I did a lot of research and consulted many experts in Paleo to find out that this topic is controversial. But I can confirm that Paleo sushi is possible (and you can still eat sushi rice!).
This is why it is so controversial
The Paleo diet includes several rules that would rule out sushi rice at first glance. The Paleo diet is a grain- and legume-free diet. Many people instantly dismiss rice as a grain because it is so common.
Rice is not the only thing that matters
Paleo should be avoided because of the gut irritants and anti-nutrients that they contain. All of these compounds have a very important function for the plant. They act as a built-in sunscreen, insect repellent and mold deterrent. This is great for the plant but not for anyone who wants to eat it.
This is exactly what happens in the case of rice. Every grain of rice is covered with an outer protective layer. This protects the plant from all micronutrients and potentially harmful compounds. It acts as a protective layer for the starch within. This outer layer is darker than other grains, so if we leave it in place we get brown Rice.
Paleo sushi is not only controversial when it comes to rice, but vinegar is also!
Mark Sisson is a respected expert in Paleo. He says that wine, regardless of its origin, lowers blood sugar responses to meals, increases glucose tolerance and even increases satiety when consumed before or after meals. This is why rice vinegar, apple cider vinegar and red wine vinegar are all equally effective as best balsamic vinegar. Some benefits are exclusive to balsamic vinegar
As many of you know, the Sun we season rice with has salt and sugar added to it. These are both definitely not Paleo.
I found a solution: eliminate salt completely and replace sugar with honey. It was Paleo compliant and surprisingly delicious!
For Paleo-compliant Su, I used 1 cup of rice wine vinegar to 1 cup of honey. For making sushi rice, I used the same amount as usual: 2 Tbsp per cup of cooked rice.
Let’s now move on to the other ingredients of Paleo Sushi…
Most ingredients in sushi can be made Paleo.
Here’s a summary of the Paleo diet from nompaleo.com.
Consume whole, unprocessed and nutrient-dense foods that are nourishing and nutritious. Prioritize pastured and grass-fed meats, eggs, wild-caught seafood and vegetables. Fruit, nuts, and seeds should be enjoyed in moderation.
Avoid eating foods that cause systemic inflammation, gut damage, or derail our natural metabolic processes.
How to Make Paleo Sushi
We now have all the information that makes Paleo-friendly sushi, so let’s get to making Paleo sushi!
This tutorial includes a Paleo Sushi Sauce. It is easy to make and tastes amazing. We will show you how to make the sauce while your rice is still cooking.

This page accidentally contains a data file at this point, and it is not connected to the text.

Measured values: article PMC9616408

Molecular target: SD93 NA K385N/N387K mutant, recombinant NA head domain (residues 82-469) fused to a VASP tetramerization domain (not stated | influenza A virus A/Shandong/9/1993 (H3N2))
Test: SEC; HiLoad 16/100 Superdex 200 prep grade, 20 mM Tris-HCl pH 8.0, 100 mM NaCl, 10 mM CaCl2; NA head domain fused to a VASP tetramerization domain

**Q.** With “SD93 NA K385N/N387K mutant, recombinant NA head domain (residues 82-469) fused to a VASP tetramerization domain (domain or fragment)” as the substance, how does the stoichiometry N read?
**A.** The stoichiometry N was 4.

This tutorial will require:
- 2 cups Sushi Rice
- 4 half-sheets Nori
- 1 lb. of Wild-Caught, Alaskan Salmon
- Asparagus – 4-5 pieces
- 1 Avocado
- 2 Tbsp honey
- 1 cup Rice Wine Vinegar
- 1 Tbsp Cayenne Pepper
- 2 cups of frozen berries (I used raspberries, blueberries, and blackberries).
- 1/2 Cup Roasted Macadamia Nuts
- 1/2 Cup of Water
- Cutting Board
- Sharp Knife
This recipe yields 4-5 Paleo Sushi Rolls
- Rinse 2 cups of rice, then place it in your rice cooker. To cook the rice, press the button.
- Place the rice wine vinegar in a saucepan and heat on medium heat. After the vinegar has warmed a little, add 1 tablespoon of honey to the pot and stir until the honey dissolves. Let cool the mixture off the heat.
- Pour 2 cups mixed frozen berries in your blender to make the sauce.
- 1. Tbsp honey and 1 Tsp cayenne pepper to the blender.
- Blend the mixture with 1/2 cup of water in a blender until it is smooth. Put the sauce in a sauce bottle.
I made this sauce for the first time using 1 cup mixed berries and 1 teaspoon cayenne. It was extremely spicy! I ended up adding 1/2 cup of water and another cup of mixed berries to reduce the heat. You should end up with twice the sauce recipe as shown.
- Place approximately 1/2 Cup macadamia nuts on your cutting board. Then, chop them into small pieces.
- Next, blanch the asparagus and cut the avocado. Click to learn how to complete these steps.
- Your rice is now done with cooking. For more information about how to cool down and season rice, see my tutorial How To Make Sushi Rice.
- After the rice has cooled to about body temperature (98.6degF/37degC), it is ready for use. You will need to place a small amount of rice on the nori’s rough side.
- Flip the rice and noi on their side and place 2 salmon slices along the center of the ori. The salmon slices should measure approximately 1 cm in width
- Cut one asparagus piece along the middle and add it to your roll.
- To the avocado roll, add 3-4 slices. Make sure the avocado is as uniform as possible in the middle.
- Use your thumbs to place the makisu under your fingers and your fingers for support. Roll the nori/rice over the ingredients. Continue rolling until the ori wraps around the rice.
- Cut the roll into eight equal pieces.
- Place the end pieces on each side on one another and place them on top of each other. Place the arrangement on a plate by placing 1 cm between them.
- Finish by adding the sauce to the rolls and then sprinkle the macadamia nuts chopped on top
This post was written by a professional at Suhi Inc. Sushi Inc. is a vibrant restaurant that offers what is considered the best sushi in St Pete. Opening its doors in 2013 and becoming a local staple by offering live music, traditional hand-rolled sushi and a friendly atmosphere, our guests always have a top notch experience. Customers love our award-winning, fresh and creative Sushi rolls, Nigiri, and Sashimi. With a larger selection of tempura, non-Sushi, and teriyaki options, we can accommodate every taste.
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